NURS 3330 Chapter Notes - Chapter 5: Lifesaving, Pediatric Nursing, Palliative Care

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Chapter 5: End-of-Life Care
Overview of end of life
Death is the end of sustainable life, for infants and pediatric patients, death is
the end of a short life, caused by disease or trauma
Routine nursing care in pediatrics differs from end-of-life care in pediatrics
o End-of-life care differs from routine pediatric nursing in that is based
on the palliative needs of the patient and family rather than a
diagnosis of disease
o The goal of end-of-life care differs from that of routine care in the goal
is a natural death versus continuation of a healthy life
A terminal diagnosis or disease is one that will end the life of the patient
A terminal diagnosis categorized as being the result of either trauma or
physiologic causes
Communication In care of the dying patient
Communication with family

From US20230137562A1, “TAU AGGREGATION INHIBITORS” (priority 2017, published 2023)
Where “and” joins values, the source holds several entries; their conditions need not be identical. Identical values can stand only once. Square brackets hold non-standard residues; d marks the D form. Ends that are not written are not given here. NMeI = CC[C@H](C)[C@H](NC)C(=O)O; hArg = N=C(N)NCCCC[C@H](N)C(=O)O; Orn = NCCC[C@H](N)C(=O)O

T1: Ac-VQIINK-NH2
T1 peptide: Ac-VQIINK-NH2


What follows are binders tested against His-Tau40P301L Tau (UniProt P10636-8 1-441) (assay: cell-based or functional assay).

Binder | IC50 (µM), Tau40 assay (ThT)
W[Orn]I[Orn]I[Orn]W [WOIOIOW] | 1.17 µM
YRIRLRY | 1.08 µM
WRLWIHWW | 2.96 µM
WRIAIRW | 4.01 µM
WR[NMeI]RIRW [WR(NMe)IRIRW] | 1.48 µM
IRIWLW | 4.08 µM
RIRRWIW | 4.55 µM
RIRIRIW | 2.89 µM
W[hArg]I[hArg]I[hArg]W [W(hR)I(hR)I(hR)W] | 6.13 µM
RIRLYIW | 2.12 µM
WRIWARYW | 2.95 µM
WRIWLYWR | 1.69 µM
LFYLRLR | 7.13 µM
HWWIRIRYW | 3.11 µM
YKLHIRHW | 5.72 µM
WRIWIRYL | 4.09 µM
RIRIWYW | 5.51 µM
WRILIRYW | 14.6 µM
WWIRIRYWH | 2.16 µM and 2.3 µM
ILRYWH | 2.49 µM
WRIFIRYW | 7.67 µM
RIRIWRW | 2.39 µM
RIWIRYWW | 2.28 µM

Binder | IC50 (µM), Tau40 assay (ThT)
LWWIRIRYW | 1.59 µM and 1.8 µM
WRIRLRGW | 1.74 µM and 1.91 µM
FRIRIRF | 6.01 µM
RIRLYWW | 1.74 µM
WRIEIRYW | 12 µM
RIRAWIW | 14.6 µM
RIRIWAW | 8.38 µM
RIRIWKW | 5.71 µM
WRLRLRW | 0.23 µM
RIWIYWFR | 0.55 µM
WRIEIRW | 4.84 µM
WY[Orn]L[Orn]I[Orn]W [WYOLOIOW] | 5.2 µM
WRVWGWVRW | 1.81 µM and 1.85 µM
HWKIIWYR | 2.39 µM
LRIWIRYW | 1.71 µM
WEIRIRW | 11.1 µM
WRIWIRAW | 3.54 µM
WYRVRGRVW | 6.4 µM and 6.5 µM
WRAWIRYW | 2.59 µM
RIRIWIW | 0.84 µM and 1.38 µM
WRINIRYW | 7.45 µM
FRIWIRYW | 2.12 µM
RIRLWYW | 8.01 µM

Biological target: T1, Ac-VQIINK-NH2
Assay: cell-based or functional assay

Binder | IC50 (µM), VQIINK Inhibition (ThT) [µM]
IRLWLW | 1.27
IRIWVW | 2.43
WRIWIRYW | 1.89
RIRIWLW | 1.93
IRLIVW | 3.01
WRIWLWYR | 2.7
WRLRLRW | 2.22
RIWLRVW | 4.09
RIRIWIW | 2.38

Determination of legal guardians necessary to know whom information can
be released to
Family Centered Care in End of Life
The basis for all interactions with the family of a patient receiving end-of-life
care
Communication
Communication with each family member of the care team on an individual
biases takes place to ensure optimum care of the patient and family
Nurses have an important communication role in end-of-life care; within the
multidisciplinary care team, the nurse has the most contact with the patient
and family and acts as an advocate and voice for them to provide optimum
care.
Communication within the palliative care team can be different than
communication with the routine multidisciplinary care team; understand the
role of palliative care to provide professional education
Palliative Care
Care provided at end of life to promote patient comfort and family
involvement
When palliative care is appropriate: at end of life, within 6 months of death.
What makes palliative care different is it promotes a graceful, natural death
rather than attempting to prevent death
It offers compassionate care that focuses on the comfort of the patient and
inclusion of the family
It offers the patient comfort, compassionate care with as few invasive devices
and procedures as possible
The goals are to provide for comfortable and graceful end-of-life care
Initiation of palliative care is generally done by the physician with input from
the multidisciplinary care team
Pain control is an important aspect of the definition of palliative care and is
the job of the nurse, physician, and pharmacist
Pediatric Pain Control
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